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COLUMBIASTATE PSYCH 1010 - Discussion 2: Memory and Intelligence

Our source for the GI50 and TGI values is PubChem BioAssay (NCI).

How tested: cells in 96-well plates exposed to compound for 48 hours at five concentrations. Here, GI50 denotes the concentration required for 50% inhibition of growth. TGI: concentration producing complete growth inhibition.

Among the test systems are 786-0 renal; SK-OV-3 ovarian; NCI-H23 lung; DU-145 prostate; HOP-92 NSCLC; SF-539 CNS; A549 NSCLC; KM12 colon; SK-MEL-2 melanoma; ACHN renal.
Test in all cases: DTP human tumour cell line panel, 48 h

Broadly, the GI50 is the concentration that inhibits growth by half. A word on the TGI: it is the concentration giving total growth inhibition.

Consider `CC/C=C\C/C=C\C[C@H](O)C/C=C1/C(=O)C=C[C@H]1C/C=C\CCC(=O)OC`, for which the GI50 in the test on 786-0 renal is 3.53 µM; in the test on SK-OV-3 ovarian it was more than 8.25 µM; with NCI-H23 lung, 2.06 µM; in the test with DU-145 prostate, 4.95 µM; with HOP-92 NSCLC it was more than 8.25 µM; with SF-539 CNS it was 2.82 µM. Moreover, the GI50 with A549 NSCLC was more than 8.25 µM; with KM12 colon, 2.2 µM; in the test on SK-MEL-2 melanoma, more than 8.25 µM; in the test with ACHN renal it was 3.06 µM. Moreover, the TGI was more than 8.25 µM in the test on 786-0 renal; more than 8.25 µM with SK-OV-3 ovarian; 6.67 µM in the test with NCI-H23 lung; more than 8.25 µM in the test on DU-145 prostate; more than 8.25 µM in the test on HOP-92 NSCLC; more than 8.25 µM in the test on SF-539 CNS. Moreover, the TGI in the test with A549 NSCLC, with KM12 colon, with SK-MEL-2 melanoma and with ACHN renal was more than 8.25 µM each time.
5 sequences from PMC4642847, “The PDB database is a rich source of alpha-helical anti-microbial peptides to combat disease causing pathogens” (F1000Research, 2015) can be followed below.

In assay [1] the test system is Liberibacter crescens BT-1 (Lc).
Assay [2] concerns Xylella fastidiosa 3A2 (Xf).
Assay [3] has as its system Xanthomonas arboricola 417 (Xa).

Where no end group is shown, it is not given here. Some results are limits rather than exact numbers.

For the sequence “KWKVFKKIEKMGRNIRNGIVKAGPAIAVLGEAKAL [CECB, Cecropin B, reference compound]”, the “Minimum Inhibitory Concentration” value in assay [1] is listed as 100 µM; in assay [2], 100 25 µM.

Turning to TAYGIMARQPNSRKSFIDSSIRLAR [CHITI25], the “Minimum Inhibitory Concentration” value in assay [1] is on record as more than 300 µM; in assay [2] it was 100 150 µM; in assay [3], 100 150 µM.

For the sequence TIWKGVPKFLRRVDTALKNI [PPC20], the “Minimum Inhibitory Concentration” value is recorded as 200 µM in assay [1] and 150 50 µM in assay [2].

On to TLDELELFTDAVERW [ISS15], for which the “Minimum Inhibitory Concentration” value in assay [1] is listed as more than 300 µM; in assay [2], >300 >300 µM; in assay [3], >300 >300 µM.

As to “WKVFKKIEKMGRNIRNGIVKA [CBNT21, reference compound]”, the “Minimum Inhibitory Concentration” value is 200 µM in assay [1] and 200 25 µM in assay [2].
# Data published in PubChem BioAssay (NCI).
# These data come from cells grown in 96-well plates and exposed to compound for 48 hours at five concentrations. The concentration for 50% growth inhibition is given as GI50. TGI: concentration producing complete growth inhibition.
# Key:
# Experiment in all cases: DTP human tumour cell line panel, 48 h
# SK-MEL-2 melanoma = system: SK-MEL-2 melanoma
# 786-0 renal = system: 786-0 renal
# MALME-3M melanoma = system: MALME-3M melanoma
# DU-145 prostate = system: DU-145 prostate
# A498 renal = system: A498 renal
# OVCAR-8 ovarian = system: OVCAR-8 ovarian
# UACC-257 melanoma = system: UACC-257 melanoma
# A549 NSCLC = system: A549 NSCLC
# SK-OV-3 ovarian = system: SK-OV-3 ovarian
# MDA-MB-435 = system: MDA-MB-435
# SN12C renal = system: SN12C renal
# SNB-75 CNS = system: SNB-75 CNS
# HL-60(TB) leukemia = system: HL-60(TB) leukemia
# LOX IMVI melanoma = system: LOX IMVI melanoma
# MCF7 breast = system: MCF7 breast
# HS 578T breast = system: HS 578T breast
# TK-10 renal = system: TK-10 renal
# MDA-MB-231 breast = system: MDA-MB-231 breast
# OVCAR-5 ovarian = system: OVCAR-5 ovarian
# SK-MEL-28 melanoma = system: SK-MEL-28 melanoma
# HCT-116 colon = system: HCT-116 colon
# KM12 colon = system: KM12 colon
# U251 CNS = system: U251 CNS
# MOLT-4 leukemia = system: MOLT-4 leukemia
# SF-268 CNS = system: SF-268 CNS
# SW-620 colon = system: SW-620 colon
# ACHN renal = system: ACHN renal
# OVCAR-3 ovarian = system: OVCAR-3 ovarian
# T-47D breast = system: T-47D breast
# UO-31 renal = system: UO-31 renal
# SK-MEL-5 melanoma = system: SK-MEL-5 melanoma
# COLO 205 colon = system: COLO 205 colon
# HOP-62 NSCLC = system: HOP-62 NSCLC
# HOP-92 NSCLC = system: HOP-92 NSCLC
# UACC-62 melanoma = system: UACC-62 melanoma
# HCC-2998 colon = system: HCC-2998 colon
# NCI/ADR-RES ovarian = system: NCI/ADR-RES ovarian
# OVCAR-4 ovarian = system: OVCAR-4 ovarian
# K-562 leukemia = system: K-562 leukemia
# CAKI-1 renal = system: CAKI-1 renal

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Chapter 6 MemoryChapter 7 Thinking, Language, and IntelligenceDiscussion 2: Memory and IntelligenceChapter 6 MemoryWe rely on memories to relive our happiest moments, events that taught us valuable lessons, and traumatic experiences that we wish to avoid further. This made learning about the formation of imperfect and false memories most intriguing to me. A memory’s fallibility derives from several factors, such as time passed, emotional and mental influence, and environmental effects of which no individual is immune. Essentially, all our memories carry the potential to be distorted (Hockenbury & Nolan, 2019). When recalling a memory, the brain actively reconstructs the memory’s details, leaving ample room for inconsistencies to take place (Hockenbury & Nolan, 2019). Researchers comprised a study of students to determine the accuracy of their memories of the verdict of OJ Simpson’s case (Merchant, 2000). Thirty-two months after the verdict, a third of the students recalled the events accurately, with forty percent having significant discrepancies in their recollections (Merchant, 2000). This study showed that the memories’ accuracy depleted over time, and those who felt the most confident about their recollections were the most inaccurate (Merchant, 2000). This study made me think about people in criminal investigations providing confessions, and their likelihood to incorrectly recall the details of crimes. An admission may be full of inconsistencies depending on any number of these factors, making this knowledge extremely important in the criminal justice system. As a person with goals of getting into criminal profiling and behavior analysis, I will employ this knowledge when talking with suspects to uncover their real memories based on understanding potential distortions. While it may be uncomfortable knowing that our brains can manipulate our memories, this knowledge can help us dissect memories with greater understanding. If we consider that we all have imperfect memories, we may work through issues within ourselves and with one another more efficiently and with acertain level of compassion. Recognizing imperfect memories as a natural part of our existence can help us begin to understand ourselves and the world around us more clearly.Chapter 7 Thinking, Language, and IntelligenceWe all have extensive experience in thinking, making learning about the processes behindthinking remarkably attractive. When thinking about objects, we produce a mental image representing that object, though mental imagery is not limited strictly to pictures as the term suggests (Hockenbury & Nolan, 2019). We also use mental imagery to represent the smell of Christmas morning or the flavor of our favorite meals. These mental representations form from our reconstructed memories allowing us to experience them in our minds (Hockenbury & Nolan, 2019). The idea that mental imagery increases motor task performance led to a study performed on competitive athletes and non-athletes to record their mental image abilities (Di Corrado et al., 2020). Each participant completed a Mental Imagery Test, which showed that competitive athletes had higher scores than non-athletes, likely due to mental image abilities being stronger for the athlete who uses mental imagery consistently during practices and games to increase performance (Di Corrado et al., 2020). Concepts are formed through daily experiences and learning the features that define a concept, allowing us to effectively sort objects into concepts based on their attributes (Hockenbury & Nolan, 2019). When we think of Christmas, for example, we think of Christmas trees, lights, presents, family, and treats. These are items categorized together, forming a concept so that when Christmas is mentioned, we know immediately what Christmas entails.It is almost as if our brain is playing never-ending Pictionary and Scategories to sort objects and recall them when needed. I plan to utilize the information of the building blocks of thought to understand our thought processes' incredible way of functioning. This knowledge will be beneficial in my future career, through understanding how the imagery process works for bothvictims and suspects. If you have a victim who was kidnapped from their home, you may be ableto guide them through their mental images of the events by asking how long the car ride was and if it was bumpy or smooth, and what the ground felt like when the suspect removed them from the vehicle. Those seemingly irrelevant details in comparison to the crime itself can help in locating the track of the suspect and any evidence left behind. Understanding these processes will aid in untangling the complexity of our internal workings to help us make better sense of them personally and professionally. ReferencesVaughn, L. (2019). Philosophy Here and Now (Third Edition). Oxford University Press. https://platform.virdocs.com/r/s/0/doc/593527/sp/178019939/mi/568805370Di Corrado, D., Guarnera, M., Guerrera, C. S., Maldonato, N. M., Di Nuovo, S., Castellano, S., & Coco, M. (2020). Mental Imagery Skills in Competitive Young Athletes and Non-athletes. Frontiers in Psychology, 11. https://doi.org/10.3389/fpsyg.2020.00633Merchant, V. V. (2000). DOWN THE MEMORY LANE: POT HOLES? International Journal of Humanities and Peace, 16(1),


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